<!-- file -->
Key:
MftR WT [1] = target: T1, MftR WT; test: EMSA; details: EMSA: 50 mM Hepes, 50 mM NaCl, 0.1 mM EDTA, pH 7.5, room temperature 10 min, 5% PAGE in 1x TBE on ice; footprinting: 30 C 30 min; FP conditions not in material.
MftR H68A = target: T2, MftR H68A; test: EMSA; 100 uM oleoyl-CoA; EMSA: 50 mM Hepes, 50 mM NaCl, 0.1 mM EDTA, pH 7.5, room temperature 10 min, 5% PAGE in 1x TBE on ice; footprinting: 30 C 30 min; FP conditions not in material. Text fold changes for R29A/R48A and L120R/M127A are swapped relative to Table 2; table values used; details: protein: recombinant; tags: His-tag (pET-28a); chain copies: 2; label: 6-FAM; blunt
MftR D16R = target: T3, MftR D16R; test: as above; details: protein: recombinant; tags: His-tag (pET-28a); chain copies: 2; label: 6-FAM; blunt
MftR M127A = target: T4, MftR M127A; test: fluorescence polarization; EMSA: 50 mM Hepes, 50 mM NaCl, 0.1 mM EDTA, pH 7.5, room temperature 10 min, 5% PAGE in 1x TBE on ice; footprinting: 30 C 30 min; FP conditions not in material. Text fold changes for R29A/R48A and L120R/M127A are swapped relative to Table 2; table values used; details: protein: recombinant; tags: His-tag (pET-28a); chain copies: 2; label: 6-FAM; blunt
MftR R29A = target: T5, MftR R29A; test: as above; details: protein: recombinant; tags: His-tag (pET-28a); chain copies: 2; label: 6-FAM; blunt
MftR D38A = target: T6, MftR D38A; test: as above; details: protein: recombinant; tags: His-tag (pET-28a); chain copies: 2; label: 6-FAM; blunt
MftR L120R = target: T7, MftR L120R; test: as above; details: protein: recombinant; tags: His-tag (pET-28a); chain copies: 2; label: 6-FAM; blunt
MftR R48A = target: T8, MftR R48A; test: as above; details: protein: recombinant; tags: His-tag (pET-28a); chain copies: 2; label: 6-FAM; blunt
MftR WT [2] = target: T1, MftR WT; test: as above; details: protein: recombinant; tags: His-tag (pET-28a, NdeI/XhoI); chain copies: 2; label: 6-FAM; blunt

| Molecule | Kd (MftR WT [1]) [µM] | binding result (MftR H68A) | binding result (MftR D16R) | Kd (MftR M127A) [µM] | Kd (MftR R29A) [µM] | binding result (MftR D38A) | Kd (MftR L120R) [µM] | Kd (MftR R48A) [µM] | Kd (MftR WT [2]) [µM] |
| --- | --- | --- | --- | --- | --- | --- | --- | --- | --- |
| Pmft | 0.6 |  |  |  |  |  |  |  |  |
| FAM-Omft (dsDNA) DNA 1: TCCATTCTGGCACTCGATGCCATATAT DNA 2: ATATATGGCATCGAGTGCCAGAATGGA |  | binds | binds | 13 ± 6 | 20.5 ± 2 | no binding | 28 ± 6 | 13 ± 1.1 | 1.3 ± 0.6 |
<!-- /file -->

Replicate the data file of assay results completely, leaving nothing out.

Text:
Key:
MftR WT [1] = target: T1, MftR WT; test: EMSA; details: EMSA: 50 mM Hepes, 50 mM NaCl, 0.1 mM EDTA, pH 7.5, room temperature 10 min, 5% PAGE in 1x TBE on ice; footprinting: 30 C 30 min; FP conditions not in material.
MftR H68A = target: T2, MftR H68A; test: EMSA; 100 uM oleoyl-CoA; EMSA: 50 mM Hepes, 50 mM NaCl, 0.1 mM EDTA, pH 7.5, room temperature 10 min, 5% PAGE in 1x TBE on ice; footprinting: 30 C 30 min; FP conditions not in material. Text fold changes for R29A/R48A and L120R/M127A are swapped relative to Table 2; table values used; details: protein: recombinant; tags: His-tag (pET-28a); chain copies: 2; label: 6-FAM; blunt
MftR D16R = target: T3, MftR D16R; test: as above; details: protein: recombinant; tags: His-tag (pET-28a); chain copies: 2; label: 6-FAM; blunt
MftR M127A = target: T4, MftR M127A; test: fluorescence polarization; EMSA: 50 mM Hepes, 50 mM NaCl, 0.1 mM EDTA, pH 7.5, room temperature 10 min, 5% PAGE in 1x TBE on ice; footprinting: 30 C 30 min; FP conditions not in material. Text fold changes for R29A/R48A and L120R/M127A are swapped relative to Table 2; table values used; details: protein: recombinant; tags: His-tag (pET-28a); chain copies: 2; label: 6-FAM; blunt
MftR R29A = target: T5, MftR R29A; test: as above; details: protein: recombinant; tags: His-tag (pET-28a); chain copies: 2; label: 6-FAM; blunt
MftR D38A = target: T6, MftR D38A; test: as above; details: protein: recombinant; tags: His-tag (pET-28a); chain copies: 2; label: 6-FAM; blunt
MftR L120R = target: T7, MftR L120R; test: as above; details: protein: recombinant; tags: His-tag (pET-28a); chain copies: 2; label: 6-FAM; blunt
MftR R48A = target: T8, MftR R48A; test: as above; details: protein: recombinant; tags: His-tag (pET-28a); chain copies: 2; label: 6-FAM; blunt
MftR WT [2] = target: T1, MftR WT; test: as above; details: protein: recombinant; tags: His-tag (pET-28a, NdeI/XhoI); chain copies: 2; label: 6-FAM; blunt

| Molecule | Kd (MftR WT [1]) [µM] | binding result (MftR H68A) | binding result (MftR D16R) | Kd (MftR M127A) [µM] | Kd (MftR R29A) [µM] | binding result (MftR D38A) | Kd (MftR L120R) [µM] | Kd (MftR R48A) [µM] | Kd (MftR WT [2]) [µM] |
| --- | --- | --- | --- | --- | --- | --- | --- | --- | --- |
| Pmft | 0.6 |  |  |  |  |  |  |  |  |
| FAM-Omft (dsDNA) DNA 1: TCCATTCTGGCACTCGATGCCATATAT DNA 2: ATATATGGCATCGAGTGCCAGAATGGA |  | binds | binds | 13 ± 6 | 20.5 ± 2 | no binding | 28 ± 6 | 13 ± 1.1 | 1.3 ± 0.6 |